The Contribution of Metacognitions and Attentional Control to Decisional Procrastination

  • Bruce A. Fernie
  • Ann-Marie McKenzie
  • Ana V. Nikčević
  • Gabriele Caselli
  • Marcantonio M. SpadaEmail author


Earlier research has implicated metacognitions and attentional control in procrastination and self-regulatory failure. This study tested several hypotheses: (1) that metacognitions would be positively correlated with decisional procrastination; (2) that attentional control would be negatively correlated with decisional procrastination; (3) that metacognitions would be negatively correlated with attentional control; and (4) that metacognitions and attentional control would predict decisional procrastination when controlling for negative affect. One hundred and twenty-nine participants completed the Depression Anxiety Stress Scale 21, the Meta-Cognitions Questionnaire 30, the Attentional Control Scale, and the Decisional Procrastination Scale. Significant relationships were found between all three attentional control factors (focusing, shifting, and flexible control of thought) and two metacognitions factors (negative beliefs concerning thoughts about uncontrollability and danger, and cognitive confidence). Results also revealed that decisional procrastination was significantly associated with negative affect, all measured metacognitions factors, and all attentional control factors. In the final step of a hierarchical regression analysis only stress, cognitive confidence, and attention shifting were independent predictors of decisional procrastination. Overall these findings support the hypotheses and are consistent with the Self-Regulatory Executive Function model of psychological dysfunction. The implications of these findings are discussed.


Attentional control Metacognitions Procrastination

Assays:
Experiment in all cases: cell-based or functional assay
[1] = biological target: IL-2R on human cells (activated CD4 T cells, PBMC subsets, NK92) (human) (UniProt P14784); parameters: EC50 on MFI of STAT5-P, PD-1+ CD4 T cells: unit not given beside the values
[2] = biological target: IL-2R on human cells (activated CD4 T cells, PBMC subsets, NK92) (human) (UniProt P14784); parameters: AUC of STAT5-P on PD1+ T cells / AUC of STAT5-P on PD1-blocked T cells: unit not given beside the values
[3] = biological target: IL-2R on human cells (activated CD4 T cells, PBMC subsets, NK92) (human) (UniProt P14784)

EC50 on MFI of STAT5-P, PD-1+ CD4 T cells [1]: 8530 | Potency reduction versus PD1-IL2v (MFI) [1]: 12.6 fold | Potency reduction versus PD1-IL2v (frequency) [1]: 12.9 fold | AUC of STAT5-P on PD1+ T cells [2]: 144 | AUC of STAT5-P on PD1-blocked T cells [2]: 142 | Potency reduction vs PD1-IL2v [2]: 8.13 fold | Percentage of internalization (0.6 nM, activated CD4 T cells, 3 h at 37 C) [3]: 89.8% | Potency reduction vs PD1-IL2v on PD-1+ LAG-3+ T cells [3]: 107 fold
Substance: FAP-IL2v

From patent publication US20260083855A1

Author B.F. receives salary support from the National Institute for Health Research (NIHR) Mental Health Biomedical Research Centre and Dementia Research Unit at South London and Maudsley NHS Foundation Trust and King’s College London. The views expressed are those of the author and not necessarily those of the NHS, the NIHR or the Department of Health.


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Copyright information

© Springer Science+Business Media New York 2015

Authors and Affiliations

  • Bruce A. Fernie
    • 1
    • 2
  • Ann-Marie McKenzie
    • 3
  • Ana V. Nikčević
    • 4
  • Gabriele Caselli
    • 3
    • 5
    • 6
  • Marcantonio M. Spada
    • 3
    Email author
  1. 1.Department of Psychology, Institute of Psychiatry, Psychology and NeuroscienceKing’s College LondonLondonUK
  2. 2.CascaidSouth London and Maudsley NHS Foundation TrustLondonUK
  3. 3.Division of Psychology, School of Applied SciencesLondon South Bank UniversityLondonUK
  4. 4.Department of PsychologyKingston UniversityKingston upon ThamesUK
  5. 5.Studi CognitiviMilanItaly
  6. 6.Sigmund Freud UniversityMilanoItaly

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